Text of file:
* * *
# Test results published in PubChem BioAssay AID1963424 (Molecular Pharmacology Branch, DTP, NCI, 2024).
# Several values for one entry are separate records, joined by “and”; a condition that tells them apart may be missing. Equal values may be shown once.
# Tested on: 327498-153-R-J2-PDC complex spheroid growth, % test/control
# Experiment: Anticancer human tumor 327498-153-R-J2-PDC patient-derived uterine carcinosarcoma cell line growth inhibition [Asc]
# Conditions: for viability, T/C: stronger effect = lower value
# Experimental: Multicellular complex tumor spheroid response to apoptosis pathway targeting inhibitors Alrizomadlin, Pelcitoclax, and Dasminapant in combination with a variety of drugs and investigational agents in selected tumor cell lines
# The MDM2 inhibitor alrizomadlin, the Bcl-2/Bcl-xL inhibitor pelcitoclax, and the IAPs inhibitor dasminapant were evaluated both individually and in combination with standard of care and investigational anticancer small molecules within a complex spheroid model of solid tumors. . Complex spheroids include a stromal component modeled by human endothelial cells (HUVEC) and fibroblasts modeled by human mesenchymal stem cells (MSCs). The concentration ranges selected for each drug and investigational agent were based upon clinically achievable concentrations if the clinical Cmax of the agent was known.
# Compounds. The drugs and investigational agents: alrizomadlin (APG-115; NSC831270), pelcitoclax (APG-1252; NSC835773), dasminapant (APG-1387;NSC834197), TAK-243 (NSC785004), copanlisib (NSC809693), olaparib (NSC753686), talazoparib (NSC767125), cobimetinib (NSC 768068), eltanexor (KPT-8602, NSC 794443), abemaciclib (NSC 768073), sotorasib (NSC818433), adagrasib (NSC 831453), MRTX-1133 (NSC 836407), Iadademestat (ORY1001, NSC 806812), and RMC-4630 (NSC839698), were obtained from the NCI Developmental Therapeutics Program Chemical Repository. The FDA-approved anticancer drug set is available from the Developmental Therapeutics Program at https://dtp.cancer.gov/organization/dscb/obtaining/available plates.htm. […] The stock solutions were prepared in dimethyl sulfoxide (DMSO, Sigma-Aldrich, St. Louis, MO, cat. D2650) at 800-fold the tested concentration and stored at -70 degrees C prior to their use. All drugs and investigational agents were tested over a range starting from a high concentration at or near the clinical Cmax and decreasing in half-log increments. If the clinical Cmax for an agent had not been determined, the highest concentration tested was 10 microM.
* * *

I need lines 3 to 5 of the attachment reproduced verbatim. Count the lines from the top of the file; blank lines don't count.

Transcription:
# Tested on: 327498-153-R-J2-PDC complex spheroid growth, % test/control
# Experiment: Anticancer human tumor 327498-153-R-J2-PDC patient-derived uterine carcinosarcoma cell line growth inhibition [Asc]
# Conditions: for viability, T/C: stronger effect = lower value